Protein: Part II: The Brief Basics Simplified

Protein! Protein! Protein! It seems that this macronutrient is on everyone’s mind lately. But why? What makes protein so special? I’ll explain the basics on the subject!

Why?

Protein is a macromolecule that is more complex than the other macronutrients as it plays a vital role in the human body. Basically almost every cell in our body has some sort of protein compound present; hair, skin, nails, muscle, bone and other body tissues. “Proteins are responsible for building and repairing body tissue and structures. Protein is also involved in the synthesis of hormones, enzymes and other regulatory peptides. Proteins are also known to be used as energy if calories or carbohydrate stores are not sufficient” (Clark, 421).

Proteins are made up of 20 amino acids that bind together to form peptide bonds. The body uses these amino acids to build thousands of different proteins that are utilized in the body. 

It is important that a person consumes the daily recommended amount of protein in their diet. We need this protein because our body is constantly breaking down tissues to replace it with new tissue. The way these tissues or proteins can be replaced is if we consume enough protein. Our body will then break them down into amino acids to be used to replace the lost tissue or structures.

But how much should I be consuming?

If you are only interested in a general range of how much protein you should be consuming, click here. If you would like to know a more precise range, a person should consume about 0.8 grams of protein for every kilogram (2.2lbs) of body weight per day.  If you are an active person (active recreational athlete, fitness enthusiast), your recommendation is about 1 gram of protein for every kilogram (2.2). If you are an endurance athlete you need a little more; about 1.4 grams per kilogram per day. Body builders have a larger range at about 1-2 grams of protein per kilogram of weight depending on their exercise regimen.

The equation is easy. Convert your weight in pounds to kilograms. (Your weight (lbs) divided by 2.2) Then take the kilogram measurement and multiply by 0.8 and it will equal roughly how much protein you need to consume daily.

Here is an example for the average person: If this person weighs 115 pounds, you would divide 115 by 2.2 = 52.27. This equals the weight conversion from pounds to kilograms. Then I multiply 52.27 by 0.8 = 41.81. This person would need at least 41.8 grams of protein per day and should equate to 15-30 percent of a person’s total caloric intake.

Where should I get my protein from?

A person’s first choice to consume protein should be from nutrient dense foods. There are two types of protein sources: Complete Proteins and Incomplete Proteins.

Complete proteins are foods that contain all the essential amino acids. These foods include:  meats, poultry, eggs, fish, milk and cheese.

Incomplete proteins are low in one or more of the essential amino acids and include: grains, nuts, seeds, vegetables and fruit.

Three categories of Amino Acids include: Essential (red outline), Conditionally Non-Essential (yellow outline) and Non-Essential Groupings (green outline).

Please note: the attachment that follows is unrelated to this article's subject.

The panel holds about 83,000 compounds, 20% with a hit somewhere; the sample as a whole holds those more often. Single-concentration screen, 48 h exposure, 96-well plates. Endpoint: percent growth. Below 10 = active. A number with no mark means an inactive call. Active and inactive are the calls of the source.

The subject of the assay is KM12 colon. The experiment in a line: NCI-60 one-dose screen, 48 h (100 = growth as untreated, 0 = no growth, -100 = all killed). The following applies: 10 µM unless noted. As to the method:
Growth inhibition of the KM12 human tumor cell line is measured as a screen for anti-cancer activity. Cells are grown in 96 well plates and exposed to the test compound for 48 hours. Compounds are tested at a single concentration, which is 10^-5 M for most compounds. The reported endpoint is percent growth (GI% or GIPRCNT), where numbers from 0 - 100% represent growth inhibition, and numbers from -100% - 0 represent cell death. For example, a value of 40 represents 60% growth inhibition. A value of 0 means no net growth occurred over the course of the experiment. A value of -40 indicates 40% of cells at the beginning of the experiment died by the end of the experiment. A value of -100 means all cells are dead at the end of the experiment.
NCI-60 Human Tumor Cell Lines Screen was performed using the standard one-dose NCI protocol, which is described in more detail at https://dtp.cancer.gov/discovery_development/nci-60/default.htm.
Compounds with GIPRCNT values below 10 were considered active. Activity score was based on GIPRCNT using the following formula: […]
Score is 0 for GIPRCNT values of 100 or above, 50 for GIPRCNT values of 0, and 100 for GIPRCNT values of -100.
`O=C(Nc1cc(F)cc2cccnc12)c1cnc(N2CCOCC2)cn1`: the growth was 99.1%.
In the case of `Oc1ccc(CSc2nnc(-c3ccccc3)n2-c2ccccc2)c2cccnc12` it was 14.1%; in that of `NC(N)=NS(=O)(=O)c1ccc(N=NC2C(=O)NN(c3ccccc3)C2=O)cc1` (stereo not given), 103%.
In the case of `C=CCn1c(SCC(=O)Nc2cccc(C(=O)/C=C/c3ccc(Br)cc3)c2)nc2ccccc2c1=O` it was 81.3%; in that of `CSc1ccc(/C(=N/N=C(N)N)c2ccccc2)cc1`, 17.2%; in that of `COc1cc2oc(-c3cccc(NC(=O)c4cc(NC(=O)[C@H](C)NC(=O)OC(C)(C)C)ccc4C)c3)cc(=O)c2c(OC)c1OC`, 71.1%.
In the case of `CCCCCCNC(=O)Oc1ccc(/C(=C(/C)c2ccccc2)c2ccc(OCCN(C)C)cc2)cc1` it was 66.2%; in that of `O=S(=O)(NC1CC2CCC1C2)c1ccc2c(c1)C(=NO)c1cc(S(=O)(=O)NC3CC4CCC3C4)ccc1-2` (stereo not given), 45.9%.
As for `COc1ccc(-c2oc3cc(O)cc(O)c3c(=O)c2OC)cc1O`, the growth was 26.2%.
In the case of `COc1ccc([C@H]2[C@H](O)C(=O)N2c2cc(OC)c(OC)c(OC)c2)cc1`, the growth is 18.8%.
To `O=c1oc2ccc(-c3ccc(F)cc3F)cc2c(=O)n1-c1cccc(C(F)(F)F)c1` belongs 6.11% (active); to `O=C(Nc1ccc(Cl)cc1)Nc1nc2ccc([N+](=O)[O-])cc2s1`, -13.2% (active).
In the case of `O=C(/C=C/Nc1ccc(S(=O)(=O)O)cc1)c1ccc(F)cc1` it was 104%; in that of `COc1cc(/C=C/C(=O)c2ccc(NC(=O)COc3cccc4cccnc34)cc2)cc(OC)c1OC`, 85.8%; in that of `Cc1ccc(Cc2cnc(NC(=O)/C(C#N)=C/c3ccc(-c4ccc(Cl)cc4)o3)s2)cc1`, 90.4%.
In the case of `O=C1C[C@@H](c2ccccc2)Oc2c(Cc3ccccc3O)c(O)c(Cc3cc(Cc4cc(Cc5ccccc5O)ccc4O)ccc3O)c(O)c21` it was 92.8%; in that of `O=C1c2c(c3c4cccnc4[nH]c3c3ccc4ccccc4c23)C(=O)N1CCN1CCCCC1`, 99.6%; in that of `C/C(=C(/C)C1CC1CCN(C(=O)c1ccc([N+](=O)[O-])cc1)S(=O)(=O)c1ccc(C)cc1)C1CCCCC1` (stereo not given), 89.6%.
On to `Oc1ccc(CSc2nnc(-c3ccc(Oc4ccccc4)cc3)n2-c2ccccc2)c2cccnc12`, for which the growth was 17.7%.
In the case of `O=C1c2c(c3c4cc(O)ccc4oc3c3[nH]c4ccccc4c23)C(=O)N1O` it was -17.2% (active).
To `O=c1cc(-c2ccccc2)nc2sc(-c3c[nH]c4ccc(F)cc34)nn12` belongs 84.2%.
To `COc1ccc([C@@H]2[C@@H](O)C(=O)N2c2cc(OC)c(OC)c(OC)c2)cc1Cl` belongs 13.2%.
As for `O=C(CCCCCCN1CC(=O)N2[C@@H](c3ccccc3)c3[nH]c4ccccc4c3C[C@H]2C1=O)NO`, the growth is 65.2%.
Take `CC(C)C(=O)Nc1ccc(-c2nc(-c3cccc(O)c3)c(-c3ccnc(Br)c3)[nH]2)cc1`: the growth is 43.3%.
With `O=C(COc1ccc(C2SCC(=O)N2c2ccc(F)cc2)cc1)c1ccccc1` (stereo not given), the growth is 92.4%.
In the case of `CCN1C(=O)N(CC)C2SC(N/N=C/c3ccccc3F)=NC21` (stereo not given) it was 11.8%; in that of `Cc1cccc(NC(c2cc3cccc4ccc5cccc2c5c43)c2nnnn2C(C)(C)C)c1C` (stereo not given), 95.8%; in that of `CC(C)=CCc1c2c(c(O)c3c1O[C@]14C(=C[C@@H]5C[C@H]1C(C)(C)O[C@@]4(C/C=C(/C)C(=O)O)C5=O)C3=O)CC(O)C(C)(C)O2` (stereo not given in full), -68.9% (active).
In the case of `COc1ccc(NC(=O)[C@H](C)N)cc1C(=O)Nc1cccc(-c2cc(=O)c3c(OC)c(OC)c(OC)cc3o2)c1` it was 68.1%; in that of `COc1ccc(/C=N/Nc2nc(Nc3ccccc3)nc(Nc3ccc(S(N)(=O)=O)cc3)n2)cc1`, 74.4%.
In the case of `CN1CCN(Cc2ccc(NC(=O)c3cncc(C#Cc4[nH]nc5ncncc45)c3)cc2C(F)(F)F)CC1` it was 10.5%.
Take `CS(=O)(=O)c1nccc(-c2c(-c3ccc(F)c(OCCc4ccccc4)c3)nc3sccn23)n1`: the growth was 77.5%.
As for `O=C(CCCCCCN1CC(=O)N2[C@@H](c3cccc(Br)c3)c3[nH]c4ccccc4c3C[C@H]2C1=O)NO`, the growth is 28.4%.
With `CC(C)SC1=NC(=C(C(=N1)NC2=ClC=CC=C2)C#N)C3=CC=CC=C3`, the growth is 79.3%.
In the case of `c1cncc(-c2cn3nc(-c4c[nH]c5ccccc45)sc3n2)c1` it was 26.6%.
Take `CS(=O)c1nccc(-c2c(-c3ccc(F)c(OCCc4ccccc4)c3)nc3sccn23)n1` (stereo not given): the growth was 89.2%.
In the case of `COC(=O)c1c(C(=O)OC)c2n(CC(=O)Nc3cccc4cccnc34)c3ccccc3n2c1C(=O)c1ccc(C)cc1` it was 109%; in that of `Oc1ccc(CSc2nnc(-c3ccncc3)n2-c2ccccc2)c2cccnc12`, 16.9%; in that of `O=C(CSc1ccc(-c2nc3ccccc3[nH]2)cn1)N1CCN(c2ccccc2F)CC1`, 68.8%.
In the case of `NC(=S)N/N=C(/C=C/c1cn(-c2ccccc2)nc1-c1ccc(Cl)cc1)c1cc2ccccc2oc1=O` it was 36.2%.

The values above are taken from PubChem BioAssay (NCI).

Three categories of Amino Acids include: Essential (red outline), Conditionally Non-Essential (yellow outline) and Non-Essential Groupings (green outline).

What about protein supplementation?

Supplementation has its benefits and drawbacks. Benefits include: cost effectiveness and convenience while one of its drawbacks include overconsumption. Check out a more in-depth explanation of protein supplementation in my earlier post: Protein Supplementation: Is it Right for You: The Brief Basics.

Can too much protein be harmful?

Yes, too much of anything can be harmful! Overconsumption of protein can lead to the development of an overproduction of urea in the body, which puts more strain on the kidneys to eliminate waste. For every gram of protein over tissue maintenance, 1-1.5 mg or calcium is excreted, which can lead to a calcium deficiency in the body. (Clark, 426). Also, protein metabolism relies on water and requires 7 times the amount water than carbohydrate and fat. This in turn can deplete glycogen stores, which inhibits performance and causes dehydration. This can negatively impact energy and athletic performance as well overall healthy functioning such as eventual hunger, slower metabolism, and weight rebound (Clark, 427). If a person’s diet lacks the necessary amount of carbohydrates (protein sparing) and fats than the body relies on protein for energy. Using this macromolecule for energy will inhibit the protein to be able to repair muscle and body tissue. 

Conclusion:

This is only the “tip of the iceberg” when it comes to protein, it’s role in the body, the benefits, the drawbacks and information. Just remember before you think about any type of diet modifications, make sure you consult your physician and commit yourself to researching from reliable sources! You are worth it!

References:

Clark, M.A., Lucett, S.C., Corn, R.J. NASM Essentials of Personal Fitness Training. 3rd ed. Philadelphia, PA: Lippincott, Williams & Wilkins, 2008, 421-428.

Harvard School of Public Health Website http://www.hsph.harvard.edu/nutritionsource/what-should-you-eat/protein/

Medline Plus: National Institute of Health Website http://www.nlm.nih.gov/medlineplus/ency/article/002467.htm

Center for Disease Control Website http://www.cdc.gov/nutrition/everyone/basics/protein.html

https://fnic.nal.usda.gov/food-composition/individual-macronutrients-phytonutrients-vitamins-minerals/macronutrients

Dietary Reference Intakes for Energy, Carbohydrates, Fiber, Fat, Fatty Acids, Cholesterol, Protein and Amino Acids: Institute of Medicine: The National Academies, Washington, D.C. 2005, 590-591.

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